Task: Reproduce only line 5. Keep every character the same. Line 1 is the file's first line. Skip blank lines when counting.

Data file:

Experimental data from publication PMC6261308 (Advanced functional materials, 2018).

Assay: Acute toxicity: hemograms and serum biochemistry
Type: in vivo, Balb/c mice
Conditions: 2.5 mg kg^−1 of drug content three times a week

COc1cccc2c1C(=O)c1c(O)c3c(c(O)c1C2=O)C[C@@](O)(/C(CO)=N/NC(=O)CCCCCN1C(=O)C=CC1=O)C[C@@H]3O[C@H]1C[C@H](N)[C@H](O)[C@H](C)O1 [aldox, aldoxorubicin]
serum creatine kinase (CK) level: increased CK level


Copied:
COc1cccc2c1C(=O)c1c(O)c3c(c(O)c1C2=O)C[C@@](O)(/C(CO)=N/NC(=O)CCCCCN1C(=O)C=CC1=O)C[C@@H]3O[C@H]1C[C@H](N)[C@H](O)[C@H](C)O1 [aldox, aldoxorubicin]